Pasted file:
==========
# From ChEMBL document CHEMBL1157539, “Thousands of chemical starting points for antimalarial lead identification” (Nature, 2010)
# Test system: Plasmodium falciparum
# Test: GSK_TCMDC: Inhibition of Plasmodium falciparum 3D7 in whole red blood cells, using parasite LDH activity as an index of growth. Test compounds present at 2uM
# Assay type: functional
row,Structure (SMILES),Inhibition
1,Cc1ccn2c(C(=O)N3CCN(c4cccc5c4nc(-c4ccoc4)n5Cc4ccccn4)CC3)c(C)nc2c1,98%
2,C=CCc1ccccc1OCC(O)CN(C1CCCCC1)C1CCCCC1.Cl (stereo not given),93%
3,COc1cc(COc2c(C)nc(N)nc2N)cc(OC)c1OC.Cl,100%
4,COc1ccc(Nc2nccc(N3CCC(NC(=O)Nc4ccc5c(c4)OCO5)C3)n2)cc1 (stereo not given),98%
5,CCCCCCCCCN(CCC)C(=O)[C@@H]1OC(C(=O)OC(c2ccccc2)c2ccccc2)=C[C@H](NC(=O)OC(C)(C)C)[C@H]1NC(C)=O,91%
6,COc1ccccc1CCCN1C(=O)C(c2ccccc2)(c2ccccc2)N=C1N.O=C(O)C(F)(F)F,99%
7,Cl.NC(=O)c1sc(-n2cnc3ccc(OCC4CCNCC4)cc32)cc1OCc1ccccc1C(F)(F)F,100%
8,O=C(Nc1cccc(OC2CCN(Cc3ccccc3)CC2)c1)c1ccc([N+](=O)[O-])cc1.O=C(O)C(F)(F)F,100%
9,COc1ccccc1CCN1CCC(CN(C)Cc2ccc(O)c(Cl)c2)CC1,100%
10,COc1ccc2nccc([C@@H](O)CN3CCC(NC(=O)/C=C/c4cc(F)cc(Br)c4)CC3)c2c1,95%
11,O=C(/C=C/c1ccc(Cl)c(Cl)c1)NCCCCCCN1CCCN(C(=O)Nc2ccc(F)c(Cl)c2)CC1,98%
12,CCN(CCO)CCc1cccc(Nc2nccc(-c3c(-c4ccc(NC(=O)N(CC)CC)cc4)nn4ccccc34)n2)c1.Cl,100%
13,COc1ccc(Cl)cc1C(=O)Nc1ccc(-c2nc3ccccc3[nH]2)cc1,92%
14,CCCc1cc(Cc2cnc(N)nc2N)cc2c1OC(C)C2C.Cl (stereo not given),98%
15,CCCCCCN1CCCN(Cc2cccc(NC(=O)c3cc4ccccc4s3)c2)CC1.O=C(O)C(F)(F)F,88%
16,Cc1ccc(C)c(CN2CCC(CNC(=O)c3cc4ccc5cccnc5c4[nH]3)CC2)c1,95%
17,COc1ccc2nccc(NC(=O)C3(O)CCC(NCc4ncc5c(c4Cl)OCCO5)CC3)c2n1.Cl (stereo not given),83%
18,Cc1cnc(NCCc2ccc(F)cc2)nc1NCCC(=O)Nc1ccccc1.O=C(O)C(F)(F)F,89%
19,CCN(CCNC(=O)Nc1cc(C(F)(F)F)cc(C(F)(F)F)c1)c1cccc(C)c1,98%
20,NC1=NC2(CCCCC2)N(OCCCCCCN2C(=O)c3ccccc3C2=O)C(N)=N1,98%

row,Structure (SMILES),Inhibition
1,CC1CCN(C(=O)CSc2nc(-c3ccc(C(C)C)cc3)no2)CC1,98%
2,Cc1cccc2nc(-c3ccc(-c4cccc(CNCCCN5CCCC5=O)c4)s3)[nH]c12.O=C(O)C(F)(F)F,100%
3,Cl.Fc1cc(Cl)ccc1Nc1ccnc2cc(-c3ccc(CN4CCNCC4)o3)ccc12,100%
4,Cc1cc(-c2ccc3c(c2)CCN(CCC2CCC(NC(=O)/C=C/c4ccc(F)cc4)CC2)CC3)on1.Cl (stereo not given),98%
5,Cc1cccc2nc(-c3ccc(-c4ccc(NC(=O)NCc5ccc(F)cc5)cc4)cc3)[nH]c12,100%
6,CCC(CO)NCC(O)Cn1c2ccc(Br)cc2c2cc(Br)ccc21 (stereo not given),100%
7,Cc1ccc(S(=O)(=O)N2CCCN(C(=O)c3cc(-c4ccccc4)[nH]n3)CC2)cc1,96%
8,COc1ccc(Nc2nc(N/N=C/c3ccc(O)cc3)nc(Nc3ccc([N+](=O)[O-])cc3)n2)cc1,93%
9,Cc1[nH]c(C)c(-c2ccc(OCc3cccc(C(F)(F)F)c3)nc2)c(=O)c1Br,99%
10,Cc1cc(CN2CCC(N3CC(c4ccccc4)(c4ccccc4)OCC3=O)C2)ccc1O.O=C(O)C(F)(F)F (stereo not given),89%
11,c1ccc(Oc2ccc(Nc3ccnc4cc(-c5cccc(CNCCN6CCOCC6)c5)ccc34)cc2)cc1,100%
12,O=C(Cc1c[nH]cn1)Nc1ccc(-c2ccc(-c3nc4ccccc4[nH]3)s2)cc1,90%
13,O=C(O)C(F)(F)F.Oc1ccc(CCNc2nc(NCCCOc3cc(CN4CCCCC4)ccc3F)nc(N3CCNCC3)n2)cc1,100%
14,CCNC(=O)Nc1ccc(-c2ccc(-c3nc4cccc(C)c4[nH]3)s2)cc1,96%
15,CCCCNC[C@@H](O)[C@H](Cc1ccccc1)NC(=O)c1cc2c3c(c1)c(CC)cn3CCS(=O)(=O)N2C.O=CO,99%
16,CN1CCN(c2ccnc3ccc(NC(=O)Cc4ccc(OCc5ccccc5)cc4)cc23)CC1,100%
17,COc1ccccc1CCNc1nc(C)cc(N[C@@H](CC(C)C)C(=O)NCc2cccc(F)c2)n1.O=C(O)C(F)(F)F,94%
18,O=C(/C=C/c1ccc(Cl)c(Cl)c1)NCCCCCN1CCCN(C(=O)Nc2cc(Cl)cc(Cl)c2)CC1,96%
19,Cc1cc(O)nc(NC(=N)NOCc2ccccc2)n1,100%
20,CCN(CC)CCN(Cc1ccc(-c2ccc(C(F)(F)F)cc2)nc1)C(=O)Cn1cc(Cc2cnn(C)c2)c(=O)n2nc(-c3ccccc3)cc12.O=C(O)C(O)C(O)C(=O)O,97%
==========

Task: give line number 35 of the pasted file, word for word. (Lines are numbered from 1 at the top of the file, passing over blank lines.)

9,Cc1[nH]c(C)c(-c2ccc(OCc3cccc(C(F)(F)F)c3)nc2)c(=O)c1Br,99%